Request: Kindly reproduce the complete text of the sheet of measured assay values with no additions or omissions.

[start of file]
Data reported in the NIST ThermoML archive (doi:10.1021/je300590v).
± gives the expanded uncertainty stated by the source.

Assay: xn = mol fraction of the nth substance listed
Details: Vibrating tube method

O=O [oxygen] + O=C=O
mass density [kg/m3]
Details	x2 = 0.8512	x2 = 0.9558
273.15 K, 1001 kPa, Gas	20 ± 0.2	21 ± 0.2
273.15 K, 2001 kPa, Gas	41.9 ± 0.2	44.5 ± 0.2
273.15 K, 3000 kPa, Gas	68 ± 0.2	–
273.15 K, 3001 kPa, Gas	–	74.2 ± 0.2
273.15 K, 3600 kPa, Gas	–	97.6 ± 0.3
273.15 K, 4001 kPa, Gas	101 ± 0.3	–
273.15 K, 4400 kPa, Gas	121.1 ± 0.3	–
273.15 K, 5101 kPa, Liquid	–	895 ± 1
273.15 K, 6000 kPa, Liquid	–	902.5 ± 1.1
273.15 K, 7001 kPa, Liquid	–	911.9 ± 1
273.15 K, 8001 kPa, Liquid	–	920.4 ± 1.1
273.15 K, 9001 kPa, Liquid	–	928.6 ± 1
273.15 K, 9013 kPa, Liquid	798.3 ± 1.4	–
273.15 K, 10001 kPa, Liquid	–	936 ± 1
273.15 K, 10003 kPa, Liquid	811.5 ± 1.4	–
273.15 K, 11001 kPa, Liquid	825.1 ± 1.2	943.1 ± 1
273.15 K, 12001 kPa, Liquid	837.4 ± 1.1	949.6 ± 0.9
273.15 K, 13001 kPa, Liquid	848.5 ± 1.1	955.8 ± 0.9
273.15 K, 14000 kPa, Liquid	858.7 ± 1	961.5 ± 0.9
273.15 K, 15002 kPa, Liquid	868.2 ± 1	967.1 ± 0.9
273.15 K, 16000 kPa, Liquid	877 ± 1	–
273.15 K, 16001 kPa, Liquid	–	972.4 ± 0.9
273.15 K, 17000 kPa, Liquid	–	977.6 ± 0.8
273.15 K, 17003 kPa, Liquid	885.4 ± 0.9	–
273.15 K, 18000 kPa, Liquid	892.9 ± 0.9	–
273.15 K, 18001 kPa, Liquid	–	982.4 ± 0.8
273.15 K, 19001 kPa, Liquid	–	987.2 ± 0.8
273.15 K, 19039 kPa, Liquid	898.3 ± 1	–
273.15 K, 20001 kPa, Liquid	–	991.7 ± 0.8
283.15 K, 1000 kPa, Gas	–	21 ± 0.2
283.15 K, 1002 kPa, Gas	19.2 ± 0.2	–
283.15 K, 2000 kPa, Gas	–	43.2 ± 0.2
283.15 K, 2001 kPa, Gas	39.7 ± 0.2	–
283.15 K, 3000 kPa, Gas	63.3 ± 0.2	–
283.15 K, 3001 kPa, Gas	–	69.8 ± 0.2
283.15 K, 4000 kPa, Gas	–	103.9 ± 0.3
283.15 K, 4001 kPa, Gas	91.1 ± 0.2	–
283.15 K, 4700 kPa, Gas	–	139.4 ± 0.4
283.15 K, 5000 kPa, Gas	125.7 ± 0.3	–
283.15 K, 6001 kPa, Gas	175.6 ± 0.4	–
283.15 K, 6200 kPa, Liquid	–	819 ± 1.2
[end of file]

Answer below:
Data reported in the NIST ThermoML archive (doi:10.1021/je300590v).
± gives the expanded uncertainty stated by the source.

Assay: xn = mol fraction of the nth substance listed
Details: Vibrating tube method

O=O [oxygen] + O=C=O
mass density [kg/m3]
Details	x2 = 0.8512	x2 = 0.9558
273.15 K, 1001 kPa, Gas	20 ± 0.2	21 ± 0.2
273.15 K, 2001 kPa, Gas	41.9 ± 0.2	44.5 ± 0.2
273.15 K, 3000 kPa, Gas	68 ± 0.2	–
273.15 K, 3001 kPa, Gas	–	74.2 ± 0.2
273.15 K, 3600 kPa, Gas	–	97.6 ± 0.3
273.15 K, 4001 kPa, Gas	101 ± 0.3	–
273.15 K, 4400 kPa, Gas	121.1 ± 0.3	–
273.15 K, 5101 kPa, Liquid	–	895 ± 1
273.15 K, 6000 kPa, Liquid	–	902.5 ± 1.1
273.15 K, 7001 kPa, Liquid	–	911.9 ± 1
273.15 K, 8001 kPa, Liquid	–	920.4 ± 1.1
273.15 K, 9001 kPa, Liquid	–	928.6 ± 1
273.15 K, 9013 kPa, Liquid	798.3 ± 1.4	–
273.15 K, 10001 kPa, Liquid	–	936 ± 1
273.15 K, 10003 kPa, Liquid	811.5 ± 1.4	–
273.15 K, 11001 kPa, Liquid	825.1 ± 1.2	943.1 ± 1
273.15 K, 12001 kPa, Liquid	837.4 ± 1.1	949.6 ± 0.9
273.15 K, 13001 kPa, Liquid	848.5 ± 1.1	955.8 ± 0.9
273.15 K, 14000 kPa, Liquid	858.7 ± 1	961.5 ± 0.9
273.15 K, 15002 kPa, Liquid	868.2 ± 1	967.1 ± 0.9
273.15 K, 16000 kPa, Liquid	877 ± 1	–
273.15 K, 16001 kPa, Liquid	–	972.4 ± 0.9
273.15 K, 17000 kPa, Liquid	–	977.6 ± 0.8
273.15 K, 17003 kPa, Liquid	885.4 ± 0.9	–
273.15 K, 18000 kPa, Liquid	892.9 ± 0.9	–
273.15 K, 18001 kPa, Liquid	–	982.4 ± 0.8
273.15 K, 19001 kPa, Liquid	–	987.2 ± 0.8
273.15 K, 19039 kPa, Liquid	898.3 ± 1	–
273.15 K, 20001 kPa, Liquid	–	991.7 ± 0.8
283.15 K, 1000 kPa, Gas	–	21 ± 0.2
283.15 K, 1002 kPa, Gas	19.2 ± 0.2	–
283.15 K, 2000 kPa, Gas	–	43.2 ± 0.2
283.15 K, 2001 kPa, Gas	39.7 ± 0.2	–
283.15 K, 3000 kPa, Gas	63.3 ± 0.2	–
283.15 K, 3001 kPa, Gas	–	69.8 ± 0.2
283.15 K, 4000 kPa, Gas	–	103.9 ± 0.3
283.15 K, 4001 kPa, Gas	91.1 ± 0.2	–
283.15 K, 4700 kPa, Gas	–	139.4 ± 0.4
283.15 K, 5000 kPa, Gas	125.7 ± 0.3	–
283.15 K, 6001 kPa, Gas	175.6 ± 0.4	–
283.15 K, 6200 kPa, Liquid	–	819 ± 1.2